Baby Sara pours oil on the fire of rainbow interests


European Union

Cornelis Boon en Joe-Lize Brugge

Some fear that the European Union uses the right to free movement to legalise gay marriage in all EU member states. Photo RD, iStock

If one member state recognises the parenthood of a gay couple, all member states must do so, the EU Court of Justice ruled in 2021. Is this one step to general acceptance of so-called rainbow families in the EU?

"This proves that the EU is a union of equality," cheered Arpi Avetisyan from the LGBT lobby group ILGA after the Court's verdict. Her organisation offered legal support in a court case brought by baby Sara's parents against Bulgaria. That country did not recognise Sara as their child because she had two mothers. That attitude violates EU law, the Court ruled.

Sara was born in 2019 to a lesbian couple. Her one mother is British but born in Gibraltar. Sara's other mother is Bulgarian. Her parents had lived in Spain since they married, where Sara was also born. Since neither mother had Spanish citizenship, Sara was not eligible for that either. She also could not claim British citizenship. English law states that a child of a Gibraltarian cannot become a British citizen.

Then we will go to Bulgaria, Sara's parents thought. To become a citizen there, only one of the parents must have been born in the country. The mothers applied for a birth certificate for Sara in the Bulgarian capital Sofia. They did not get one, as Bulgarian law states that you can only be registered if you have a father and a mother. Bulgaria also did not recognise a birth certificate from Spain. The result: Sara received no nationality and no passport. In addition, she could not leave Spain because she had no identity paper.

Free movement

Sara's parents appealed the decision to the Court in Bulgaria's capital Sofia. It asked the EU Court of Justice for advice on this sensitive issue in late 2020.

The answer came in December 2021. According to the Court, the Sofia municipality's decision was unfounded. Admittedly, EU law does not oblige Bulgaria to recognise the parenthood of Sara's mothers. But because of the free movement of persons, the right for EU citizens to move to and reside in every member state, Bulgaria was not allowed to refuse Sara citizenship. Moreover, children in the EU have rights that the government cannot restrict. EU law even recognises that two men or women can also have a child.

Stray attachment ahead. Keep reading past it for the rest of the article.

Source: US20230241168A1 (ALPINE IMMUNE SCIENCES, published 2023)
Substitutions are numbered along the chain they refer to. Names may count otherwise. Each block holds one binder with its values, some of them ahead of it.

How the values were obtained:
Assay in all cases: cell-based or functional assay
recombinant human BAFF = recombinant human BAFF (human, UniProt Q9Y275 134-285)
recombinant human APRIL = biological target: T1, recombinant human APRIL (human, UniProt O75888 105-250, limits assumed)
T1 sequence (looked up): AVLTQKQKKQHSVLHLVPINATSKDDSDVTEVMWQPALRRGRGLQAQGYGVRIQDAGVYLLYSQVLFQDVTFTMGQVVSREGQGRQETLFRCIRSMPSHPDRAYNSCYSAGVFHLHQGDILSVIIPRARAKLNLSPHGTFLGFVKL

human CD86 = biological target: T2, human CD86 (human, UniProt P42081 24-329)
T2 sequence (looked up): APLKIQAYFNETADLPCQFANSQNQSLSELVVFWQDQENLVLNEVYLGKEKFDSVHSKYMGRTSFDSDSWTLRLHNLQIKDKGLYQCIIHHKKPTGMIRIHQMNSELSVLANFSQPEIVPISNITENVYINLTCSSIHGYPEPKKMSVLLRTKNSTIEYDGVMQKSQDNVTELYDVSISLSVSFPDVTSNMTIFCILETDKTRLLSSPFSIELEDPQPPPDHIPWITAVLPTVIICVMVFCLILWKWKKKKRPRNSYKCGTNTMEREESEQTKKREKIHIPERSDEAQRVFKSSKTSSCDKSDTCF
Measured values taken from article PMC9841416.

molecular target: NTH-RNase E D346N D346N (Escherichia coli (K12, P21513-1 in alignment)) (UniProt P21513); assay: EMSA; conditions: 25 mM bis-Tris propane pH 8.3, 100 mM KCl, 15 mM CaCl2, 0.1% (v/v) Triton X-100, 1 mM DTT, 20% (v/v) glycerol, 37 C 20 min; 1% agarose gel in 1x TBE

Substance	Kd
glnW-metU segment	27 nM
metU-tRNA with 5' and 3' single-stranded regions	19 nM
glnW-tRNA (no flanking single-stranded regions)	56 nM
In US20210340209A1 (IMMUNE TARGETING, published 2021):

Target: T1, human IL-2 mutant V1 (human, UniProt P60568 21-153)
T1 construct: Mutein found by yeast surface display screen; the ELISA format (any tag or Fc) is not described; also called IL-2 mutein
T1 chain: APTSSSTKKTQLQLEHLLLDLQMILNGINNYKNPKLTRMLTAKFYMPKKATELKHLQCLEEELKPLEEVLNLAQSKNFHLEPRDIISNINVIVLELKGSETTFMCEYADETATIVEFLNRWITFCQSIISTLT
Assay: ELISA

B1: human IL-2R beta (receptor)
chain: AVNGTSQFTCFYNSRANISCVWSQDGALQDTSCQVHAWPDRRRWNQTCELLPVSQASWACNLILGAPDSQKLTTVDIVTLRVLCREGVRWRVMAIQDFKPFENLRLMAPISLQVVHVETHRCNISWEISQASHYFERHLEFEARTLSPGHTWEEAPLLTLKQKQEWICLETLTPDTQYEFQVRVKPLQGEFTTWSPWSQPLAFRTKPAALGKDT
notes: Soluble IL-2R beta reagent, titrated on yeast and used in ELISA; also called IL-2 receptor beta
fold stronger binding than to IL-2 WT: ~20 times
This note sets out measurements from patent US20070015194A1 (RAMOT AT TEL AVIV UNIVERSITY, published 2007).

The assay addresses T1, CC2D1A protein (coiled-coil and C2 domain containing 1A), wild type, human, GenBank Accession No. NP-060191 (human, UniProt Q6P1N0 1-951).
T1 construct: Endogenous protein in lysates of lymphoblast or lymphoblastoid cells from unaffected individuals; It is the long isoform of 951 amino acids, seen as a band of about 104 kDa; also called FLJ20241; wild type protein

"Free movement never meant to establish parenthood of gay people"

"Incorrect," Laetitia Pouliquen assesses the European Court's ruling that Bulgaria must recognise baby Sara as the child of two mothers.

Pouliquen is the director of Europe for Family, a legal organisation that advocates the father-mother-child family in the EU. "Previously, a spouse was understood to be only a man and a woman. Only in 2018, the Court ruled that the term includes people of the same sex."

Moreover, she thinks it is a far-fetched argument by the Court that Bulgaria hinders Sara's free movement of persons. "Free movement was never meant to establish parenthood of gay people EU-wide," she said. Concerned is Pouliquen about the proposal to force countries, through a certificate, to recognise the status of families with two fathers or mothers when they move.

"I fear that gays in countries where they are not allowed to marry will circumvent the law by marrying in countries where it is allowed. If they have a child and move back, the certificate requires their home country to recognise the marriage."

Following the court ruling, the Sofia court in May 2022 obliged the authorities to issue a birth certificate to Sara with her mothers' names. The Sofia authorities appealed that decision to the National Supreme Court in late 2022. That decided on March 1 that the case could not be heard because Sara does not have Bulgarian nationality. This decision cannot be appealed. LGBTI organisations are furious. They say this is only the beginning of the fight.

The EU Court of Justice has followed up on baby Sara's case. In June 2022, the Court ruled the same in a similar case in Poland: "Every EU country must recognise the civil status that people in another member state have."

LGBT strategy

The judgment is not a step towards getting same-sex marriage legally recognised across the EU, the Court argues. It is about unhindered freedom of movement, according to the Court. Still, countries like Bulgaria fear the ruling may force them to recognise same-sex marriage through EU law. Many southern and eastern European countries do not allow people of the same sex to marry. But if those member states must recognise that 'rainbow families' form a family, they must also accept same-sex marriage, is the thinking.

These fears are not unfounded. In recent years, there has been a trend within the EU institutions to promote the acceptance of rainbow families in member states. The European Commission, which initiates legislation within the EU, installed a European Commissioner for Gender Equality in late 2019. An LGBT equality subgroup was set up in the Commission in 2020.